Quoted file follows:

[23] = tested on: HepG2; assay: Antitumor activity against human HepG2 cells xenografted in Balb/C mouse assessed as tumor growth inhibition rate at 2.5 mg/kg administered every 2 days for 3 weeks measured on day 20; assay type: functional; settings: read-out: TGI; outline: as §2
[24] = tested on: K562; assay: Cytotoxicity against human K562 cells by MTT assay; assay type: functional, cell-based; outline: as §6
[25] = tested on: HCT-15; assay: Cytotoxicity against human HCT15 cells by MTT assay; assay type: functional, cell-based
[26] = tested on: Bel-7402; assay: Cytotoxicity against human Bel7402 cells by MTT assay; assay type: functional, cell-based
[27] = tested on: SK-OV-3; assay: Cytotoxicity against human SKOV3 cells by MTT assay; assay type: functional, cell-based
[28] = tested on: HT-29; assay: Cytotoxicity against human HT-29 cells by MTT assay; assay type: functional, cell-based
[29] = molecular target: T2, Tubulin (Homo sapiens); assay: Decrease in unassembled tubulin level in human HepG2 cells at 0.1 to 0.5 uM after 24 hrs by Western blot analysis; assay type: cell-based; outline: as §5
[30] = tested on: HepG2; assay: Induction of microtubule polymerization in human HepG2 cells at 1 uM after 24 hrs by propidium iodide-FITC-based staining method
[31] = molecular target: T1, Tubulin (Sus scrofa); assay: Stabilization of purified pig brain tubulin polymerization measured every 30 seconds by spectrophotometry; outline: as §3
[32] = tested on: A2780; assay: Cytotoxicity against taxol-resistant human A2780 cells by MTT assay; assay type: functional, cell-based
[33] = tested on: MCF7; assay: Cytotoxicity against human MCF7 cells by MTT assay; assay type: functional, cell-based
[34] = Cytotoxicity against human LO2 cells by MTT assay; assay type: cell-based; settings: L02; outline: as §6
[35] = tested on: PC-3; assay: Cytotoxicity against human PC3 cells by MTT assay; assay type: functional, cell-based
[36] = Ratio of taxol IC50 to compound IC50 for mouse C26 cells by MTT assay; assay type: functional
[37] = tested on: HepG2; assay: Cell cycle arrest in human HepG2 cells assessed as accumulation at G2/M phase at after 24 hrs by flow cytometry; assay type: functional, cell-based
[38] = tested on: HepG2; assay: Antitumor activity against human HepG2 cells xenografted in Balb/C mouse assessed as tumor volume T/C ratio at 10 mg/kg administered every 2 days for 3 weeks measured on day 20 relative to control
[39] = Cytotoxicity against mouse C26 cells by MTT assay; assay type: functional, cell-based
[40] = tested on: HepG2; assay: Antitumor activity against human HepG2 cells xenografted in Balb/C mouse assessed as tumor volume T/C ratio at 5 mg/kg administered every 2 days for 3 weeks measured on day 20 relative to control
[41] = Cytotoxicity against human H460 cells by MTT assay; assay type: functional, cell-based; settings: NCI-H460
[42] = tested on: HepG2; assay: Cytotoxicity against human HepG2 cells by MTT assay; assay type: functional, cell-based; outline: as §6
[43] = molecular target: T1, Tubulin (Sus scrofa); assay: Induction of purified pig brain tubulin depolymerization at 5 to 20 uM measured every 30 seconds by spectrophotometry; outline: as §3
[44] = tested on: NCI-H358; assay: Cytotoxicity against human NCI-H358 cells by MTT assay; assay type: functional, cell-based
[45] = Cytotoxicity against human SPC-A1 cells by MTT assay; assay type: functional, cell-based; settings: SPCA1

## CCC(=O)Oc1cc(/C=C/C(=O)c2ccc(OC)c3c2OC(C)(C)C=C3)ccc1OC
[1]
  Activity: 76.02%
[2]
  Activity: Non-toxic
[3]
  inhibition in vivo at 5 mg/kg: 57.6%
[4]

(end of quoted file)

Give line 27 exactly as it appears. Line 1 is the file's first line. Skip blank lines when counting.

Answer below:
[2]